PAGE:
Modern Day Relevance of The Declaration of Independence Essay

969 Words 4 Pages
Modern Day Relevance of The Declaration of Independence

The Declaration of Independence is one of the most important documents produced by an American thinker. Reading The Declaration of Independence presents the reader with a window into the world of revolutionary America. It conveys the dynamic nature of the time better than any written work of the period. The real importance of The Declaration of Independence lies not in the purpose for which Jefferson created it, to declare independence from Great Britain, but rather how future generations have interpreted Jefferson's words. Jefferson's document originally guaranteed basic rights for a select segment of the American population. Today it has become a document which has been
…show more content…
The main problem faced by Americans in the Antebellum time period was whether or not to abolish the institution of African American slavery. Many abolitionists, such as Andrew Lloyd Garrison and Frederick Douglas, among others, would use the moving language of The Declaration of Independence to attack Southern slaveholders for keeping their fellow human beings in bondage. They claimed the current government was failing to secure the rights of, "life, liberty and the pursuit of happiness," for a sizable portion of the American population.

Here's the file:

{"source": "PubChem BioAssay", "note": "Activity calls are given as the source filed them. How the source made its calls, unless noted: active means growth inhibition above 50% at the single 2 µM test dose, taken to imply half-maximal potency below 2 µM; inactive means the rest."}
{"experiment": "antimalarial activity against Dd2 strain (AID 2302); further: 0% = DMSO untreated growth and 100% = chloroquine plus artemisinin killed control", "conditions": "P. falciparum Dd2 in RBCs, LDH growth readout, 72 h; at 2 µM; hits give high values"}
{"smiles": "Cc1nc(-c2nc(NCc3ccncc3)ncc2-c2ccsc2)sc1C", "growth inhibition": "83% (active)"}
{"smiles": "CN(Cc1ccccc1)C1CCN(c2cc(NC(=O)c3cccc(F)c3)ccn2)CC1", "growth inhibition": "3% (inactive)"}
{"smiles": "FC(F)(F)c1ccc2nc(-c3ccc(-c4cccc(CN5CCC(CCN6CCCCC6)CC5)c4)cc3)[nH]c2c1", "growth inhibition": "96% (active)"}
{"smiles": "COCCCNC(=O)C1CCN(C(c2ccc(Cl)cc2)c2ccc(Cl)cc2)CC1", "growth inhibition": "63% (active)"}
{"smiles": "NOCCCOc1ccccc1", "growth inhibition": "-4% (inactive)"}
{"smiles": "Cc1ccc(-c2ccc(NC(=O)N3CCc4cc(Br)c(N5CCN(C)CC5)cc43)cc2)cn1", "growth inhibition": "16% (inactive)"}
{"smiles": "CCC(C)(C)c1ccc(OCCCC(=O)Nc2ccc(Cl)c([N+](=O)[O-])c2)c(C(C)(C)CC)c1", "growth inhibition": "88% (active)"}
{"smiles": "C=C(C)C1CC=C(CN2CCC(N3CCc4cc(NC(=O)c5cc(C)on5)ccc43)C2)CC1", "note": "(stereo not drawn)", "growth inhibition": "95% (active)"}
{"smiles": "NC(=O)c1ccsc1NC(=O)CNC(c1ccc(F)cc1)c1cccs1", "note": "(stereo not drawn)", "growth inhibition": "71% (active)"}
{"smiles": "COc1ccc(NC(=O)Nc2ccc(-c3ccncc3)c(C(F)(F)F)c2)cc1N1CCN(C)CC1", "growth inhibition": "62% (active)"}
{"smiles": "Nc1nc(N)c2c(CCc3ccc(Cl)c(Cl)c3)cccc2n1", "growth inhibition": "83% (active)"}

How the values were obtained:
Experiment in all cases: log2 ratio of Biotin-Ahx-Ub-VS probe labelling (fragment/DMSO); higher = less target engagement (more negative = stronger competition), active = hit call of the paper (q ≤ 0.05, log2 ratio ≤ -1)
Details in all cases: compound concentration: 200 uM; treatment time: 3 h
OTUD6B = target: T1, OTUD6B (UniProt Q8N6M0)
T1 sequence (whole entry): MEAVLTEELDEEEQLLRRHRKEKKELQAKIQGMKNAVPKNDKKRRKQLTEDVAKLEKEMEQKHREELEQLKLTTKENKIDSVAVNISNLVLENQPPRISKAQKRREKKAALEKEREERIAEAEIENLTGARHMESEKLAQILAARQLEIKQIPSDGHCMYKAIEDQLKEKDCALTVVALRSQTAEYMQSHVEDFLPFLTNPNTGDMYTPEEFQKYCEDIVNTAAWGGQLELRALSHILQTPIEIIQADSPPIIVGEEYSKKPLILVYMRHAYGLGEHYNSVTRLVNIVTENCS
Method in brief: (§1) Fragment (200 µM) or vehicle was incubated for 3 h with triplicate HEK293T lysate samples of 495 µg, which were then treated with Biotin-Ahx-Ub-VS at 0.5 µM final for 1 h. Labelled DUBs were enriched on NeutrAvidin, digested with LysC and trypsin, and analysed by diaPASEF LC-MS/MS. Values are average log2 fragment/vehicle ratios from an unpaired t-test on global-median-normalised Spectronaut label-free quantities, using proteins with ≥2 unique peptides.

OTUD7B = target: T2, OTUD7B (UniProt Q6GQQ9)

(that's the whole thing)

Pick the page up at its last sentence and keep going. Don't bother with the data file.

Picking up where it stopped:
Clearly the fact that the creator of The Declaration of Independence owned slaves made it hard to believe that the aim of the document was to secure the rights of the African-American population. In fact, Jefferson believed that blacks were intellectually inferior to whites, and incapable of sustaining the Republic. He argued for a theory on creation that was dismissed by other intellectuals of the time called the "Theory of Polygenesis." This theory was based on the assumption that God had not created humankind all at once, rather God had created the different races at different times. Jefferson believed God had created people of European origin to be superior to other races, and that people of African ancestry were not related to whites genetically. He used this theory to justify slavery even though he thought that the institution itself was detrimental to the
Open Document